You won't be spinning the heck out it so the out of balance shouldn't hurt.

                  Dang! Tubes, coils? Sounds like some kind of nuclear devise.

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                  • #10
                    CCWKen
                    Jest experimental motor I have been playing with in my mind. Did some tests now to point of trying demo unit & see how it goes.

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                    • #11
                      <font face="Verdana, Arial" size="2">Originally posted by CCWKen:
                      JC, I only mentioned RT and mill as an alternative. What's so hard about setting a couple of bolts up on an RT as a jig? Clamp one piece down in the jig and crank it through. They don't all have to be cut at the same time. The simple jig takes care of it.

                      Your own solution is duplicating the setup--Just more complicated.
                      </font>
                      If you do not have a rotary table and milling machine, it makes it very difficult to accomplish.

                      Since the question was specifically how to set up on a faceplate, I assumed (correctly) the lathe with faceplate was the only tooling available to use. At that point, rotary tables, mills, CNC's, lasers, plasma cutters or any other method becomes meaningless.


                      With the small number of parts involved, and the equipment available for the job, machining one part at a time in a simple jig is probably one of the better solutions.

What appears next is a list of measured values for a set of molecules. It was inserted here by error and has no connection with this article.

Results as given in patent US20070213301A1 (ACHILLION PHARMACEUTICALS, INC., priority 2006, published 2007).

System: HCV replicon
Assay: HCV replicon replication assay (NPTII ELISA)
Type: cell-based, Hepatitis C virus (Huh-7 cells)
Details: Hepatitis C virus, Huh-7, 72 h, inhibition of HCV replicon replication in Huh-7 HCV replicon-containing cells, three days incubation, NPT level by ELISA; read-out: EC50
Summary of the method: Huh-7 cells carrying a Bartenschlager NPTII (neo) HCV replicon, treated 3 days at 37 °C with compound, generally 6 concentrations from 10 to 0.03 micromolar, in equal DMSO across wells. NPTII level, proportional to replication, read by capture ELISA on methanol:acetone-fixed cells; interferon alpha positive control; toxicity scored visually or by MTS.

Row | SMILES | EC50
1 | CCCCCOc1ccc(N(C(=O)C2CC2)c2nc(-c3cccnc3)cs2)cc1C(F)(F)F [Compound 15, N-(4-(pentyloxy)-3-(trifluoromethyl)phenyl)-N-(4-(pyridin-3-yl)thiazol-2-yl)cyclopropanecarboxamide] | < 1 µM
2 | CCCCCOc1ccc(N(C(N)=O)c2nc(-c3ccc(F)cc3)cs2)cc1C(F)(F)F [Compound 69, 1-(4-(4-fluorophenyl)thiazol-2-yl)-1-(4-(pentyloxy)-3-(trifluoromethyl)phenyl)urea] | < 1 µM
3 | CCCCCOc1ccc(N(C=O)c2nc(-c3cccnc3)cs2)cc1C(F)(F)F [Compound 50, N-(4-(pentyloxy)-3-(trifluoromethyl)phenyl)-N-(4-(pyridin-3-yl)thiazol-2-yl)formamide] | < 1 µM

The basic set up to use a fixture to machine the parts individually on a faceplate or rotary table is still the same. The R/T may not require as secure a mounting, but as mentioned that makes no difference in this application.

                      Your follow up response simply repeats my original suggestion.

                      "With that small of pieces, I'd just bolt a jig to your faceplate and cut one at a time. The jig will make it easy to duplicate the position. Use HSS or Cobalt bits. Carbide won't like the interrupted cuts."


                      Jim H.

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                      • #12
                        A picture should make it clear.



                        Light cuts at lower speeds.

                        Alex
                        Alex

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                        • #13
                          Thank You All

                          I think I will try the jig becouse I need to make the slots close to the end of the pieces. I dont want to risk a crash in the 4 jaw.

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                          • #14
                            Or turn the whole thing around - hold the 1/4" x 1/2" bars in the toolpost (or clamp them to the cross slide) and fix a fly cutter to the faceplate.

                            Ian
                            All of the gear, no idea...

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                            • #15
                              Don't think I understand your set-up, but here's an idea anyway. Can you put 2 bolt throu faceplate slots, secure w/ nuts or T-nuts. Use these bolt heads to register work, clamp to them w/ small block treaded for clamp screw - also bolted in faceplate slot.

                              Just a thought, You'll know if this will fly.
                              ute